A dedicated vascular access program can improve arteriovenous fistula rates without increasing catheters

J Vasc Access. Oct-Dec 2008;9(4):254-9.

Abstract

Purpose: We describe the development and implementation of a comprehensive multidisciplinary vascular access (VA) program and describe its impact on VA distribution rates.

Methods: A retrospective review of all incident and prevalent patients in our hemodialysis (HD) unit was conducted in September 2001 to determine baseline data including: type of VA along with patient characteristics and comorbidities. Similar data was extracted from the database in 2005 for incident and prevalent patients.

Results: The VA program had a significant impact on arteriovenous fistulae (AVF) rates in both incident and prevalent HD patients: incident AVF rates increased from 14 to 39% (p=0.04) and prevalent AVF rates from 60 to 64% (p=0.015). Multivariate analysis revealed that male gender (OR 1.79 [CI 0.85-0.98, p=0.006]) and year of dialysis initiation 2005 vs. 2001 (OR 1.65 [CI 1.09-2.5, p=0.017]) were associated with AVF use among prevalent HD patients. Furthermore, age (per 5 years over 70) is associated with a decreased likelihood of having an AVF (OR 0.91 [CI 0.85-0.98, p=0.009]) whereas comorbidities of cardiovascular disease and diabetes had no impact.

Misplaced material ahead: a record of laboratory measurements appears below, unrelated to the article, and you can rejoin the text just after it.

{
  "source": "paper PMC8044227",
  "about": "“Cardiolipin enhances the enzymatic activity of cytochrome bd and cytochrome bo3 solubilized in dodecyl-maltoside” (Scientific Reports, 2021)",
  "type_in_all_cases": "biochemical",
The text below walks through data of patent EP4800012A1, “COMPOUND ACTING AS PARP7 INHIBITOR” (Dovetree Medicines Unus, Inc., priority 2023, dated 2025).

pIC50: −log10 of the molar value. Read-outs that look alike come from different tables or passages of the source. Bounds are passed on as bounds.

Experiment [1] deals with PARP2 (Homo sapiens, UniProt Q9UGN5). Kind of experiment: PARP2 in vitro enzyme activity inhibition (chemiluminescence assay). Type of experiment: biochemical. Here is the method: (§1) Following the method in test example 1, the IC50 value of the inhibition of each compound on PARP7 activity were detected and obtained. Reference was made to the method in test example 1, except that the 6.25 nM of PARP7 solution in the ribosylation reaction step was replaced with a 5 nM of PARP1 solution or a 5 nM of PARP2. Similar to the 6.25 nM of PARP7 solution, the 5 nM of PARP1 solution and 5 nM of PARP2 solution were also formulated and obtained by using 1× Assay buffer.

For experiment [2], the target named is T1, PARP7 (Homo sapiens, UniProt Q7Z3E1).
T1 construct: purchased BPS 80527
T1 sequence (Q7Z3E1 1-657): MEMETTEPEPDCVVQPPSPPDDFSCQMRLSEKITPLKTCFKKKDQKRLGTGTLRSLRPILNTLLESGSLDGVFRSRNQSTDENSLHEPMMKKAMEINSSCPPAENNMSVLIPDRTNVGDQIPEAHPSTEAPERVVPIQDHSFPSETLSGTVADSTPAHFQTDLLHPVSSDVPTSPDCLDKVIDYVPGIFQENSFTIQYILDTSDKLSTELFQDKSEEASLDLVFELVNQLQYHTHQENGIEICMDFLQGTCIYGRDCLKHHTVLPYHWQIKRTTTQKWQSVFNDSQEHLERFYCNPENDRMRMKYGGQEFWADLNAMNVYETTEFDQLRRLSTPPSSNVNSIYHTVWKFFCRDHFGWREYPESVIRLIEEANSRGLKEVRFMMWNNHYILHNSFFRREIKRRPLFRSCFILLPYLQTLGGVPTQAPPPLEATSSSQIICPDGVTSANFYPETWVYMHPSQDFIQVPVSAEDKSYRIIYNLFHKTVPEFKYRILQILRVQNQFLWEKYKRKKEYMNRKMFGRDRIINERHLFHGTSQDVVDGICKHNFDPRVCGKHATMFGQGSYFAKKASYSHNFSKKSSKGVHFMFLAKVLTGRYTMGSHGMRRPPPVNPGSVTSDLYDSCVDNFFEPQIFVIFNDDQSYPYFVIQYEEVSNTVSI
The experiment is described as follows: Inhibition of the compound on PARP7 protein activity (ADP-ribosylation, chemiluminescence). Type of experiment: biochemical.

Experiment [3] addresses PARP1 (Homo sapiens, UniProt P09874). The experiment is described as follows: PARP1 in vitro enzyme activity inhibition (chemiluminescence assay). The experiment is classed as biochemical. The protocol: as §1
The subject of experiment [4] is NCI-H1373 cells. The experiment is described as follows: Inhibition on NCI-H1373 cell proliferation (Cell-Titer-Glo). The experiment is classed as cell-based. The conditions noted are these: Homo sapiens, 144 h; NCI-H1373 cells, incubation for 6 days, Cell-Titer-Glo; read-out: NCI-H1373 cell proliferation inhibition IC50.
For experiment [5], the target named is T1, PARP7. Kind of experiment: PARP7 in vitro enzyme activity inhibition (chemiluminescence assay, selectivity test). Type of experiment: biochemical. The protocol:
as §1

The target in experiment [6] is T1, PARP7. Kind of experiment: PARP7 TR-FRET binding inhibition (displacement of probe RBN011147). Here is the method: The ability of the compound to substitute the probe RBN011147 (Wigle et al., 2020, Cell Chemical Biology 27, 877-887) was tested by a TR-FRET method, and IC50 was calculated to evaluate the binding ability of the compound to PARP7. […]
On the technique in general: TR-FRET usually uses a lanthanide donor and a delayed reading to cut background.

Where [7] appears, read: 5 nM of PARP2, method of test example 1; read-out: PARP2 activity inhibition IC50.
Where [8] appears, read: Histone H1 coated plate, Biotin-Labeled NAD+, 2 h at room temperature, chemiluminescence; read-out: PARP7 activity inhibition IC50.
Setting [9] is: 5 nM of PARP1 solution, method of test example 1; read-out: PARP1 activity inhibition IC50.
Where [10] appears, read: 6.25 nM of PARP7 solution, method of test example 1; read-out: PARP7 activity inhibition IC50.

Conclusion: We demonstrate that a structured VA program can increase the number of functioning fistulas without a corresponding increase in catheters in incident and prevalent HD patients.

MeSH terms

  • Age Factors
  • Aged
  • Aged, 80 and over
  • Arteriovenous Shunt, Surgical / statistics & numerical data*
  • British Columbia
  • Catheters, Indwelling / statistics & numerical data*
  • Female
  • Humans
  • Kidney Failure, Chronic / therapy*
  • Likelihood Functions
  • Male
  • Middle Aged
  • Odds Ratio
  • Practice Guidelines as Topic
  • Program Development
  • Program Evaluation
  • Renal Dialysis*
  • Retrospective Studies
  • Sex Factors
  • Time Factors